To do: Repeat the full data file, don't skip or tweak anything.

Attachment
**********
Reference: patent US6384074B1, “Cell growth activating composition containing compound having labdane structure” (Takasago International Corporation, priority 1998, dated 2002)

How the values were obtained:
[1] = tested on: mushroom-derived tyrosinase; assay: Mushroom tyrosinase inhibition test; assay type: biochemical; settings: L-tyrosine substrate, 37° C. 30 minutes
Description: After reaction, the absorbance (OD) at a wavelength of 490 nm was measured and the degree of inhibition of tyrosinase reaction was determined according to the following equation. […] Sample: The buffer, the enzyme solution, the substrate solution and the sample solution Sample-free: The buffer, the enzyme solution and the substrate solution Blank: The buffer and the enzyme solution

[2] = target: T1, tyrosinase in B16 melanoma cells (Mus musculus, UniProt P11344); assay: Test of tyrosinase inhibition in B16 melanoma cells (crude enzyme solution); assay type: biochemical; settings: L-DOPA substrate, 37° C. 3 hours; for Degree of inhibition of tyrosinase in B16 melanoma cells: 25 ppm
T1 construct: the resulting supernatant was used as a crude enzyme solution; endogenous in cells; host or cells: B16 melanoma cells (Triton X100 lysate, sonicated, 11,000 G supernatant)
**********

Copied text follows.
Reference: patent US6384074B1, “Cell growth activating composition containing compound having labdane structure” (Takasago International Corporation, priority 1998, dated 2002)

How the values were obtained:
[1] = tested on: mushroom-derived tyrosinase; assay: Mushroom tyrosinase inhibition test; assay type: biochemical; settings: L-tyrosine substrate, 37° C. 30 minutes
Description: After reaction, the absorbance (OD) at a wavelength of 490 nm was measured and the degree of inhibition of tyrosinase reaction was determined according to the following equation. […] Sample: The buffer, the enzyme solution, the substrate solution and the sample solution Sample-free: The buffer, the enzyme solution and the substrate solution Blank: The buffer and the enzyme solution

[2] = target: T1, tyrosinase in B16 melanoma cells (Mus musculus, UniProt P11344); assay: Test of tyrosinase inhibition in B16 melanoma cells (crude enzyme solution); assay type: biochemical; settings: L-DOPA substrate, 37° C. 3 hours; for Degree of inhibition of tyrosinase in B16 melanoma cells: 25 ppm
T1 construct: the resulting supernatant was used as a crude enzyme solution; endogenous in cells; host or cells: B16 melanoma cells (Triton X100 lysate, sonicated, 11,000 G supernatant)